By James Costley-White
The Press Complaints Commission says TV chef James Martin didn’t breach its code of conduct (Phil Guest, Flickr.com)
The Press Complaints Commission has cleared TV chef James Martin of any wrongdoing over a newspaper column in which he proclaimed his hatred of cyclists and said he had caused a group or riders to crash.
In its ruling, the PCC said that, although it received almost 500 complaints about the article in the Mail on Sunday, the piece did not breach its code of practice.
Mr Martin’s critics accused him of three breaches of the rules, saying that the article: misrepresented cyclists; represented harassment of – and discrimination against – cyclists and ignored the fact that they were vulnerable; and appeared to state that the columnist had knowingly committed a crime (dangerous driving).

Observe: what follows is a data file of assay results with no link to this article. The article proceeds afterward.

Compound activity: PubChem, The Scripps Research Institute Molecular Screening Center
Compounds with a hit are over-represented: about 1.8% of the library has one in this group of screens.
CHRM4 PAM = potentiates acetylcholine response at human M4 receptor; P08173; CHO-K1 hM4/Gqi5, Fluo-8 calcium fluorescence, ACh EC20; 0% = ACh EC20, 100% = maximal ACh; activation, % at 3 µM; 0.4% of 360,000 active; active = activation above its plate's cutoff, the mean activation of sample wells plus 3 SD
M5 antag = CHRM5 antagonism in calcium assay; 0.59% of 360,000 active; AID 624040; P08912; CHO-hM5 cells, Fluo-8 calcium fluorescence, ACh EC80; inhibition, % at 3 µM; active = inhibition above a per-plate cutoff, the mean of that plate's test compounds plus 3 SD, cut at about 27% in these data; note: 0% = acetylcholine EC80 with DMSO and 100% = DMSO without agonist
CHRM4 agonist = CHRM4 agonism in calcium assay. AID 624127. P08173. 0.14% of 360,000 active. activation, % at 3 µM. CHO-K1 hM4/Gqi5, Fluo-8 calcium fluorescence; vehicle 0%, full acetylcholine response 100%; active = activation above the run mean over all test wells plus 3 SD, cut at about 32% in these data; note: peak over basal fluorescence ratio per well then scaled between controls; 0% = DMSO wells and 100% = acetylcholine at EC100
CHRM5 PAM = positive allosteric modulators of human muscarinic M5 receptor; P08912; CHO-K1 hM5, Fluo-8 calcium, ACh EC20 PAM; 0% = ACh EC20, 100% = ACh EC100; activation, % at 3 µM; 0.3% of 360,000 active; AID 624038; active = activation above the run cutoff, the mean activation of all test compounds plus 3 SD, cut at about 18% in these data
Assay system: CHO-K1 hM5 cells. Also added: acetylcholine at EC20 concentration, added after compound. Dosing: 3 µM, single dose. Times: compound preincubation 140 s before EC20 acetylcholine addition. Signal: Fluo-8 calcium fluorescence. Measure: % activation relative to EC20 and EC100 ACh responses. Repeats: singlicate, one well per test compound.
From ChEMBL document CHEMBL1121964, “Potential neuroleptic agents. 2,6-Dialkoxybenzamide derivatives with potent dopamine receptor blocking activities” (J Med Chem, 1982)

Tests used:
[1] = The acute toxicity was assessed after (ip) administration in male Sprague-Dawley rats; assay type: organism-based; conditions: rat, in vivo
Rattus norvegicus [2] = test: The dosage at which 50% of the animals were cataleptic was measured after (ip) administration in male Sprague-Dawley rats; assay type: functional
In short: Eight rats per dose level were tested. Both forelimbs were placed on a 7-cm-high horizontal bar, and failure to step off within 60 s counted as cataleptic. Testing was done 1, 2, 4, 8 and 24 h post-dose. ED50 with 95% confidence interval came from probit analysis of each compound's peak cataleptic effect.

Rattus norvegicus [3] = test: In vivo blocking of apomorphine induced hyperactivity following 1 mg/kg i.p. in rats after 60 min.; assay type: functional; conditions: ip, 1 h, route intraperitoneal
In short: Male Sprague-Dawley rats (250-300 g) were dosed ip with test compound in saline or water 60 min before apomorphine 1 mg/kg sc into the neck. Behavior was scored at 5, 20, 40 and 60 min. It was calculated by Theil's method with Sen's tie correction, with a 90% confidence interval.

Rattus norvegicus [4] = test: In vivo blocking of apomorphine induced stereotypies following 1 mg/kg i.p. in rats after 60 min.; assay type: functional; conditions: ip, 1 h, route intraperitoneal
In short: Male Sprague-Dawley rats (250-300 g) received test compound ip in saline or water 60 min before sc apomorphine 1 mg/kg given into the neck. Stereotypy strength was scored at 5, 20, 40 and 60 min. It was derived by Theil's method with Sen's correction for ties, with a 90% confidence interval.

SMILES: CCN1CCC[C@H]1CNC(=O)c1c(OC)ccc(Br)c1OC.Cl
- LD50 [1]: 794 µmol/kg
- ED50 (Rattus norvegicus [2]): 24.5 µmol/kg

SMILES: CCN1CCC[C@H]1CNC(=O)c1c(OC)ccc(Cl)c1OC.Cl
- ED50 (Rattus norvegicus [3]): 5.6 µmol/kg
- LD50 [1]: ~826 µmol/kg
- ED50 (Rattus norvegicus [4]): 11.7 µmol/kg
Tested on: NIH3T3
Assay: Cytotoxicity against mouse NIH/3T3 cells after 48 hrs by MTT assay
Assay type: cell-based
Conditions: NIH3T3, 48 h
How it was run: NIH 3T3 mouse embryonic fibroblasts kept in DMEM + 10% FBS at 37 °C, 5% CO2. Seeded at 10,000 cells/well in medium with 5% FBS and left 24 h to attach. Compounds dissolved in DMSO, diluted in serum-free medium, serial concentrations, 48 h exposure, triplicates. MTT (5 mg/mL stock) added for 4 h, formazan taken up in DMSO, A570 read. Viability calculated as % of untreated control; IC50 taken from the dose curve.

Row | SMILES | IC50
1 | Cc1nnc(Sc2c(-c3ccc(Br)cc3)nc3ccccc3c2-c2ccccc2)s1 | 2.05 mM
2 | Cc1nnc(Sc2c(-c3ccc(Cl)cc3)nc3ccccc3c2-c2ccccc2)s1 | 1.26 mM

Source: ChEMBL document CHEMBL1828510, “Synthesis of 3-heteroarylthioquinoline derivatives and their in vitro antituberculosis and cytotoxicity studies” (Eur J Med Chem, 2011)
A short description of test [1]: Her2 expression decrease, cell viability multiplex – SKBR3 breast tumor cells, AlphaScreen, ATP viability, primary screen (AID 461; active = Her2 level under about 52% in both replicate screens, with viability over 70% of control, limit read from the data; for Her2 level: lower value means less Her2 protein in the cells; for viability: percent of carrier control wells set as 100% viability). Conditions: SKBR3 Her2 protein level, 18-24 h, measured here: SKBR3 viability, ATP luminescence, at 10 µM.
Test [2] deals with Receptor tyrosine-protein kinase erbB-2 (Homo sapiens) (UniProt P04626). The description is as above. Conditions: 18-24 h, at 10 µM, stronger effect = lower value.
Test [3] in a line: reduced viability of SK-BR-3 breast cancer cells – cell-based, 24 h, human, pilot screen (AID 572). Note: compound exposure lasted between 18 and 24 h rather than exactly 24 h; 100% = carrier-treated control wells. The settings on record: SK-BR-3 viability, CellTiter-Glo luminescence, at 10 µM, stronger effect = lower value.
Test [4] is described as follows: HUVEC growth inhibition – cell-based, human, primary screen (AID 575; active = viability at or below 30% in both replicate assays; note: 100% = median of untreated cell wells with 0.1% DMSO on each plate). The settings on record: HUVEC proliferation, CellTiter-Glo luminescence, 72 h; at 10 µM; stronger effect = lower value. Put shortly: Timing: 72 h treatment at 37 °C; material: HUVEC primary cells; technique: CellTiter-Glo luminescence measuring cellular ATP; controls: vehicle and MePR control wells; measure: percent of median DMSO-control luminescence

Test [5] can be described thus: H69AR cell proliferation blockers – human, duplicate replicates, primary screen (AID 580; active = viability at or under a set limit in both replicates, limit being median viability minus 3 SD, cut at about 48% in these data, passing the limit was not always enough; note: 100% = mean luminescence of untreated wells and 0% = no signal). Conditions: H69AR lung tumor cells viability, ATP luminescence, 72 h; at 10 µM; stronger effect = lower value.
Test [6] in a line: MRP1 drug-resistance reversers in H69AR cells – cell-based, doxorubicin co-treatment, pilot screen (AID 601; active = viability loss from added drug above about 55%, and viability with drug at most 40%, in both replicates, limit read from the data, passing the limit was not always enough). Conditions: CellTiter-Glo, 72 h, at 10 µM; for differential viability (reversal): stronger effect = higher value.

The Commission said its code did not prohibit columnists from expressing their views – however controversial – as long as they are clearly distinguished from fact, and in this case the column was clearly a personal view.
It said cyclists are not identified as a vulnerable group under the terms of the code, and the clause about harassment only refers to physical, not written, harassment. Finally, it said Mr Martin had not been formally accused of any crime.
The PCC concluded: “While no breach of the code of practice had been established by the complaints, the Commission noted that the offending passage had been removed from the online article and that the columnist had published a full personal apology on his own website.
“It was important to recognise that a vast majority of complainants felt that the article was inappropriate and offensive. However, this was not something which fell within the Commission’s remit. Similarly, any possible illegal action by the complainant was a matter for the police, rather than the Commission.”